CH 12 - Economic Fluctuations Model We use this model to...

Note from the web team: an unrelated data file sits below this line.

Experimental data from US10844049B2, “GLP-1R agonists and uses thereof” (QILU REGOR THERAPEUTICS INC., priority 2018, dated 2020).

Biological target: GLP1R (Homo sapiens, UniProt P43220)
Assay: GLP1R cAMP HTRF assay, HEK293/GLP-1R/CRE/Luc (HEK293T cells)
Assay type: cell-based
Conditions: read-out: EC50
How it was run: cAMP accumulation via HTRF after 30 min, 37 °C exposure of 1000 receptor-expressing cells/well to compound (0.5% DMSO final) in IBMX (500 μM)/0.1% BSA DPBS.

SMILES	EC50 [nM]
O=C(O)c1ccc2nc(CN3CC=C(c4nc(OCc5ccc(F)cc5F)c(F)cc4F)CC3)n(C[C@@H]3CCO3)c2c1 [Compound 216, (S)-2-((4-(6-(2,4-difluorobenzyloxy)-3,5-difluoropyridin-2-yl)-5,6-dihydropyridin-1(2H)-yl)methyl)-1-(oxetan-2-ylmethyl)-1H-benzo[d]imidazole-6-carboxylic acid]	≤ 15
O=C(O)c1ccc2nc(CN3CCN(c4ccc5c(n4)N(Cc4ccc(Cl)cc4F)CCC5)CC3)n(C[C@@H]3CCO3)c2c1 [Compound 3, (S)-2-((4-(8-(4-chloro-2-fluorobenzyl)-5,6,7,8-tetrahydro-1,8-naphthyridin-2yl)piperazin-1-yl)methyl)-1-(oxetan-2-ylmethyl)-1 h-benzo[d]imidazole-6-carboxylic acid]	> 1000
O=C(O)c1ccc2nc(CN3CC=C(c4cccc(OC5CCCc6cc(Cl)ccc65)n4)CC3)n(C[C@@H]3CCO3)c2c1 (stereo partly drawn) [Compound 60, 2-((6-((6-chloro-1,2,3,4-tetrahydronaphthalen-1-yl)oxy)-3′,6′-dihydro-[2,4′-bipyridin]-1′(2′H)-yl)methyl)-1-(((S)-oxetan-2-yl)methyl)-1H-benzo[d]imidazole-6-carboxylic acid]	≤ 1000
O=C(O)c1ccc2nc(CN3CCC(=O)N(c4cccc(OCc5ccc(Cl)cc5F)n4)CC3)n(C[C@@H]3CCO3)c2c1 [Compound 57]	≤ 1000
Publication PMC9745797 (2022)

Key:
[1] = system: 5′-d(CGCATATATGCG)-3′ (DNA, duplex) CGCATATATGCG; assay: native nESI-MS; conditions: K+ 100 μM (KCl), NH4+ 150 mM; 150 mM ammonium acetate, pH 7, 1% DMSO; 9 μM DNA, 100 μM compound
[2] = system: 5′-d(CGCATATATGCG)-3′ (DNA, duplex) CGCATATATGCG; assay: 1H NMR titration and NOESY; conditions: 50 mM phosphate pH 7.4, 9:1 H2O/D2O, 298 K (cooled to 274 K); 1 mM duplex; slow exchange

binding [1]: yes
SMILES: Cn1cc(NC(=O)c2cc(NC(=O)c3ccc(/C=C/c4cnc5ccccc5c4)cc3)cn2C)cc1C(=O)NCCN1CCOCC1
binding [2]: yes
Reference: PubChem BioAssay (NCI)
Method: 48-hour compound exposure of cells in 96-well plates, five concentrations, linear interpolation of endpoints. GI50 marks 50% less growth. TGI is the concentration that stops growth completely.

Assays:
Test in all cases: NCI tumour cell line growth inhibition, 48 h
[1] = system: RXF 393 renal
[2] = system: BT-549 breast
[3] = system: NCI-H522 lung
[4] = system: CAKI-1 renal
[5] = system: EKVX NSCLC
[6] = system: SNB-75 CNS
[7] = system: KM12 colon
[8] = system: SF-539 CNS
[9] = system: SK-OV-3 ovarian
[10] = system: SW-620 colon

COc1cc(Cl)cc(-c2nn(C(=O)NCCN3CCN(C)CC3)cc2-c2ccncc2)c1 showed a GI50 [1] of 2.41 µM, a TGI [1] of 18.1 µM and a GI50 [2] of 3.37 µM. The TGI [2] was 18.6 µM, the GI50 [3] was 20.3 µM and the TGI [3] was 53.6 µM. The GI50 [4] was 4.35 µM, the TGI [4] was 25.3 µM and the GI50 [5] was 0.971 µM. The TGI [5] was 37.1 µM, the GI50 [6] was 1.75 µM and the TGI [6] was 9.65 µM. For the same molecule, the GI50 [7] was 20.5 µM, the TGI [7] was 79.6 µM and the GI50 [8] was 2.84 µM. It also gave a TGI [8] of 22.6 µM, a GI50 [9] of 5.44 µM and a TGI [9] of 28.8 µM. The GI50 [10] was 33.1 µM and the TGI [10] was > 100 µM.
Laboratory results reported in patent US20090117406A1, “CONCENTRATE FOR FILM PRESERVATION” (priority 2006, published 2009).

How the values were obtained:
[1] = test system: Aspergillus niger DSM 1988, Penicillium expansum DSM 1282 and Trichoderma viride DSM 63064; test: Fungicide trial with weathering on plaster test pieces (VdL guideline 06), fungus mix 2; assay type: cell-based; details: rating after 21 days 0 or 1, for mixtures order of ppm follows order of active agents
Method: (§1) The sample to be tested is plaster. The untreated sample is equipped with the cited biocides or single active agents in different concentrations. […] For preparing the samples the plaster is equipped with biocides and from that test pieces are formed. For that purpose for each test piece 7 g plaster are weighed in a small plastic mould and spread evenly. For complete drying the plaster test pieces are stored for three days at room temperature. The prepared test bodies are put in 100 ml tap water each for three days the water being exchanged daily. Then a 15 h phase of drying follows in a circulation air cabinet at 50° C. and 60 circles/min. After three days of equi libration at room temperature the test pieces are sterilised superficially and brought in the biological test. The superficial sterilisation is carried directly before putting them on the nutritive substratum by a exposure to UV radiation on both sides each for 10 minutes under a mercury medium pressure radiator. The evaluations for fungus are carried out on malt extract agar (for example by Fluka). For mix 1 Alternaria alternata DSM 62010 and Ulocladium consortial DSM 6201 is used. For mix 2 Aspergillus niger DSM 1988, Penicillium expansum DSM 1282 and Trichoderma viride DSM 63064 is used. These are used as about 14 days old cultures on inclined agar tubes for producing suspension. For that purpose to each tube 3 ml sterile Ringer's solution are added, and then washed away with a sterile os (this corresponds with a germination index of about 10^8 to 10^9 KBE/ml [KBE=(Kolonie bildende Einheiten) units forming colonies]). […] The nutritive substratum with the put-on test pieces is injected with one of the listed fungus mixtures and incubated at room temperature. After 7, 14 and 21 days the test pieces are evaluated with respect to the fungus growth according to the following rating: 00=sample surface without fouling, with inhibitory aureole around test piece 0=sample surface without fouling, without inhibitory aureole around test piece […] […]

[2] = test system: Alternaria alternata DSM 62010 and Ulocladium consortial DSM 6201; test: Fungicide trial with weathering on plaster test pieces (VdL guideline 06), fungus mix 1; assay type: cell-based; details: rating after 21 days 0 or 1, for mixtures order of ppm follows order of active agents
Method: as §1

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Unformatted text preview: Economic Fluctuations Model We use this model to explain fluctuations in real GDP and inflation. This model has three elements: An aggregate demand curve (AD) An inflation adjustment line (IA) An equilibrium at the intersection of the line and the curve In the economic fluctuations model, the intersection of the AD and IA gives us a prediction of real GDP and inflation The Aggregate Demand Curve Aggregate demand curve: a line showing a negative relationship between inflation and the aggregate quantity of goods and services demanded at that inflation rate. Figure 1 shows an aggregate demand curve. Note that inflation is plotted on the yaxis and real GDP is plotted on the xaxis. The Aggregate Demand Curve The Aggregate Demand Curve Why is the aggregate demand curve downward sloping? We explain this phenomenon in three stages: Stage 1: We explain the negative relationship between the real interest rate and real GDP Stage 2: We explain the positive relationship between the inflation rate and the real interest rate. Stage 3: We show how the two relationships combine to get the AD curve. Source: p.674 Interest Rates and GDP Investment is negatively related to the real interest rate because the real interest rate is the cost of borrowing. Thus higher interest rates make borrowing more costly. This relationship holds regardless of whether the investment is for capital equipment or for residential investment. Note: Investment is the component of GDP that is most sensitive to the real interest rate. Interest Rates and GDP Net exports are negatively related to real interest rate because higher real interest rates will cause the country's currency to appreciate and decrease its net exports. Lower real interest rates will cause the country's currency to depreciate and increase its net exports. Interest Rates and GDP Consumption is negatively related to interest rates because a higher real interest rate will encourage people to save more and consume less. A lower interest rate will encourage people to save less and consume more. Economists believe that the effect of the real interest rate on consumption is smaller than its effects on investment and net exports. Interest Rates and GDP Overall Effect Because investment, net exports, and consumption are all negatively related to the interest rate, aggregate spending should be negatively related to the real interest rate. Figure 2 illustrates the effect of a lower real interest rate on the spending balance and on GDP. The Interest Rate, Spending Balance, and Real GDP Interest Rates and Inflation Central Bank Interest Rate Policy: The Fed and other central banks typically follow policies in which they respond to an increase in the inflation rate by raising the nominal interest rate. The goal of controlling inflation requires that the central bank raise the nominal interest rate so that the real interest rate rises when the inflation rate rises. Interest Rates and Inflation In Table 1, the central bank responds to higher inflation by raising interest rates. For example, if inflation increases from 5.0 percent to 6.0 percent, the central bank will respond by increasing the nominal interest rate from 8.5 percent to 10 percent. Interest Rates and Inflation The increase in the interest rate must be greater than the increase in the inflation rate. This is because the real interest rate (nominal interest rate minus inflation rate) must rise for aggregate demand to fall. Interest Rates and Inflation Monetary policy rule: a description of how much the interest rate or other instruments of monetary policy respond to inflation or other measures of the state of the economy. A Monetary Policy Rule The Fed Funds Rate Federal funds rate: the interest rate on overnight loans between banks that the Federal Reserve influences by changing the supply of funds (bank reserves) in the market. The Fed Funds Rate If the Fed wants to raise the federal funds rate, it must decrease the supply of reserves. If the Fed wants to lower the federal funds rate, it must increase the supply of reserves. The Fed Funds Rate Open market operations: the buying and selling of government bonds in the open market. If the Fed wants to lower the federal funds rate, it buys government bonds. If the Fed wants to increase the federal funds rate, it sells government bonds. Interest Rates and Inflation Target inflation rate: the central bank's goal for the average rate of inflation over the long run. Some central banks, such as the Bank of England and the Reserve Bank of New Zealand, have explicit inflation targets. The Federal Reserve's inflation target is not explicitly announced. Derivation of the Aggregate Demand Curve The aggregate demand curve has a negative slope--that is, a higher inflation rate results in a lower real GDP. Why? A higher inflation rate will cause the central bank to raise the real interest rate by raising the nominal interest rate faster than the inflation rate. Derivation of the Aggregate Demand Curve The higher real interest rate decreases consumption, investment, and net exports. This causes a decline in real GDP. Figure 5 illustrates how the aggregate demand curve is derived. Figure 5: A SelfGuided Graphical Overview Figure 5: A SelfGuided Graphical Overview (enlarged) A SelfGuided Graphical Overview Graphical Overview A SelfGuided Shifts in the Aggregate Demand Curve A shift in the aggregate demand curve can be caused by changes in the following: Government purchases Inflation target rate Other changes (e.g., net exports, consumer confidence, taxes) Government Spending Higher government purchases will result in a higher level of GDP at every inflation rate. This change is graphically represented as a shift in the AD curve to the right. Lower government purchases will result in a lower GDP level at every inflation rate. This change is graphically represented as a shift in the AD curve to the left. Shifts in the Aggregate Demand Curve How Government Purchases Shift the Aggregate Demand Curve Shifts in the Aggregate Demand Curve Inflation Target Rate A higher inflation target requires a higher level of spending and a lower interest rate. This change will shift the AD curve to the right. A lower inflation target requires a lower level of spending and a higher interest rate. This change will shift the AD curve to the left. Shifts in the Aggregate Demand Curve Next graph summarizes the effects of a change in other variables on the AD curve: Lower taxes, higher consumption, and higher demand for the country's exports will shift the AD curve to the right. Higher taxes, lower consumption, and lower demand for the country's exports will shift the AD curve to the left. in the Aggregate Demand Curve A List of Possible Shifts The Inflation Adjust Line Inflation adjustment (IA) line: a flat line showing the level of inflation in the economy at a given point in time. The IA line shifts up when real GDP is greater than potential GDP; it shifts down when real GDP is lower than potential GDP. The IA line also shifts when expectations of inflation or raw material prices change. Inflation Adjustment and Changes in Inflation The Inflation Adjustment Line Is Flat A flat IA line indicates that firms and workers adjust their wages and prices in such a way that inflation remains steady in the short run as the real GDP changes. The Inflation Adjustment Line Is Flat Two reasons why inflation does not change much in the short run: 1. Expectations of continuing inflation 2. Staggered wage and price setting by different firms throughout the economy The Inflation Adjustment Line Is Flat Expectations of Continuing Inflation If inflation in the economy has been hovering at about 4 percent per year, then a firm can expect that its competitor's prices will increase by about 4 percent this year. Hence, the firm will need to raise its own prices by about 4 percent this year. The Inflation Adjustment Line Is Flat Staggered Wage and Price Setting Not all wages and prices adjust at the same time in the economy. On any given day, there will always be a wage or a price changing, but the vast majority of the wages and prices in the economy will remain constant. The IA Line Shifts When Real GDP Departs from Potential GDP When real GDP is above the potential GDP, the IA line will start to rise until the real GDP equals potential. When real GDP is below the potential GDP, the IA line will start to drop until the real GDP equals potential. When the real GDP equals potential, the IA line will not shift. Changes in Expectations or Commodity Prices An increase in the expectations of inflation will shift the IA line upward. A decrease in the expectations of inflation will shift the IA line downward. An increase in the prices of commodities (i.e. oil), that affects firm's cost of production, will shift the IA line upward. A decrease in the prices of commodities will Combining the IA Line with the AD Curve With a given AD curve, a lower IA line will result in a higher equilibrium level of GDP (relative to potential GDP) and a lower inflation rate. With a given AD curve, a higher IA line will result in a lower equilibrium level of GDP (relative to potential GDP) and a higher inflation rate. Figure 10: Determining Real GDP and Inflation Key Terms aggregate demand (AD) curve monetary policy rule federal funds rate target inflation rate inflation adjustment (IA) line ...